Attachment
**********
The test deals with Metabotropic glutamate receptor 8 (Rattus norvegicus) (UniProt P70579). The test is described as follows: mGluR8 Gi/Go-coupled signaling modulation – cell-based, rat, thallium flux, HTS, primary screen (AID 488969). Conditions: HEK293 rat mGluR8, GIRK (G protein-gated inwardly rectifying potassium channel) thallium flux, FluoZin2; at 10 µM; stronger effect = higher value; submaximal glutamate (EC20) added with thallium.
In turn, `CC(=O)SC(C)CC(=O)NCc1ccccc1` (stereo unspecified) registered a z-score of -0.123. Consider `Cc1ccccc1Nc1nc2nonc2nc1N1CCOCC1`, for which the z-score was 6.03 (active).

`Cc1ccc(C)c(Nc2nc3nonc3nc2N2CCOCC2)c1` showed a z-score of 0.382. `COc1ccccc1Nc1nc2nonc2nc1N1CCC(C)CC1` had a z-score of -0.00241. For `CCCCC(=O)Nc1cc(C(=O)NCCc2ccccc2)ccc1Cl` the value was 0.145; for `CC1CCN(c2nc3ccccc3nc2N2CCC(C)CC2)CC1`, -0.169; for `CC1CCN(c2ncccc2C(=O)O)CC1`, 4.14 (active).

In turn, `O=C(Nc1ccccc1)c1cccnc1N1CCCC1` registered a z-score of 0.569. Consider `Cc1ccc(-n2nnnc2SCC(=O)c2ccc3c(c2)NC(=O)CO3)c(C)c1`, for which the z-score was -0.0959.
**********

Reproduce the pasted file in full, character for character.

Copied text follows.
The test deals with Metabotropic glutamate receptor 8 (Rattus norvegicus) (UniProt P70579). The test is described as follows: mGluR8 Gi/Go-coupled signaling modulation – cell-based, rat, thallium flux, HTS, primary screen (AID 488969). Conditions: HEK293 rat mGluR8, GIRK (G protein-gated inwardly rectifying potassium channel) thallium flux, FluoZin2; at 10 µM; stronger effect = higher value; submaximal glutamate (EC20) added with thallium.
In turn, `CC(=O)SC(C)CC(=O)NCc1ccccc1` (stereo unspecified) registered a z-score of -0.123. Consider `Cc1ccccc1Nc1nc2nonc2nc1N1CCOCC1`, for which the z-score was 6.03 (active).

`Cc1ccc(C)c(Nc2nc3nonc3nc2N2CCOCC2)c1` showed a z-score of 0.382. `COc1ccccc1Nc1nc2nonc2nc1N1CCC(C)CC1` had a z-score of -0.00241. For `CCCCC(=O)Nc1cc(C(=O)NCCc2ccccc2)ccc1Cl` the value was 0.145; for `CC1CCN(c2nc3ccccc3nc2N2CCC(C)CC2)CC1`, -0.169; for `CC1CCN(c2ncccc2C(=O)O)CC1`, 4.14 (active).

In turn, `O=C(Nc1ccccc1)c1cccnc1N1CCCC1` registered a z-score of 0.569. Consider `Cc1ccc(-n2nnnc2SCC(=O)c2ccc3c(c2)NC(=O)CO3)c(C)c1`, for which the z-score was -0.0959.